Washington: Scientists have found that brief mindfulness meditation practice – 25 minutes for three consecutive days – alleviates psychological stress.
Mindfulness meditation has become an increasingly popular way for people to improve their mental and physical health, yet most research supporting its benefits has focused on lengthy, weeks-long training programmes.
Researchers from Carnegie Mellon University are the first to show that brief mindfulness meditation practice can alleviate psychological stress.
Lead author J David Creswell, associate professor of psychology in the Dietrich College of Humanities and Social Sciences, and his research team had 66 healthy individuals aged 18-30 years old participate in a three-day experiment.
Some participants went through a brief mindfulness meditation training programme; for 25 minutes for three consecutive days, the individuals were given breathing exercises to help them monitor their breath and pay attention to their present moment experiences.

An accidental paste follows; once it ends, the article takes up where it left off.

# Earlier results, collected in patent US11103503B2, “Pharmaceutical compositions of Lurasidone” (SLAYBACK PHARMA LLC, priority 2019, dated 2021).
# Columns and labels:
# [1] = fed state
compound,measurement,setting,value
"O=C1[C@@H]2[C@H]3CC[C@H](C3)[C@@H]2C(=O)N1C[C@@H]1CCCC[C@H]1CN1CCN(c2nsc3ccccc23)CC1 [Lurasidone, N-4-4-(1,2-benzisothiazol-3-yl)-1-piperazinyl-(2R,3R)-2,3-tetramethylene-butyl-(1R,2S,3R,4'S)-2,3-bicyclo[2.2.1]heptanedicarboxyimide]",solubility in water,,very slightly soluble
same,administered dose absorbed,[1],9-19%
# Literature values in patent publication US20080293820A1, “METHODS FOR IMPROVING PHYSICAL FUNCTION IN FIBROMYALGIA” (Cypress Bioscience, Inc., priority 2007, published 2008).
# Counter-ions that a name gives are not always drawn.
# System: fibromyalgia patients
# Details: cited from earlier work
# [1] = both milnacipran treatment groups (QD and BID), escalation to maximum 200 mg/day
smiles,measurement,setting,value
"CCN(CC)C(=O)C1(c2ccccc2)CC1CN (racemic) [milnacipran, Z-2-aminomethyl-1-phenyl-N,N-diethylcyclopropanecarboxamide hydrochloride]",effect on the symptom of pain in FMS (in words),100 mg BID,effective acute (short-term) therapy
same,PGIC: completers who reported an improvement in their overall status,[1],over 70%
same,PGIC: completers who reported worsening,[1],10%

A second group of participants completed a matched three-day cognitive training programme in which they were asked to critically analyse poetry in an effort to enhance problem-solving skills.
Following the final training activity, all participants were asked to complete stressful speech and math tasks in front of stern-faced evaluators.
Each individual reported their stress levels in response to stressful speech and math performance stress tasks, and provided saliva samples for measurement of cortisol, commonly referred to as the stress hormone.
The participants who received the brief mindfulness meditation training reported reduced stress perceptions to the speech and math tasks, indicating that the mindfulness meditation fostered psychological stress resilience.
More interestingly, on the biological side, the mindfulness mediation participants showed greater cortisol reactivity.
“When you initially learn mindfulness mediation practices, you have to cognitively work at it – especially during a stressful task,” said Creswell.
“And, these active cognitive efforts may result in the task feeling less stressful, but they may also have physiological costs with higher cortisol production,” Creswell added.
The research was published in the journal Psychoneuroendocrinology.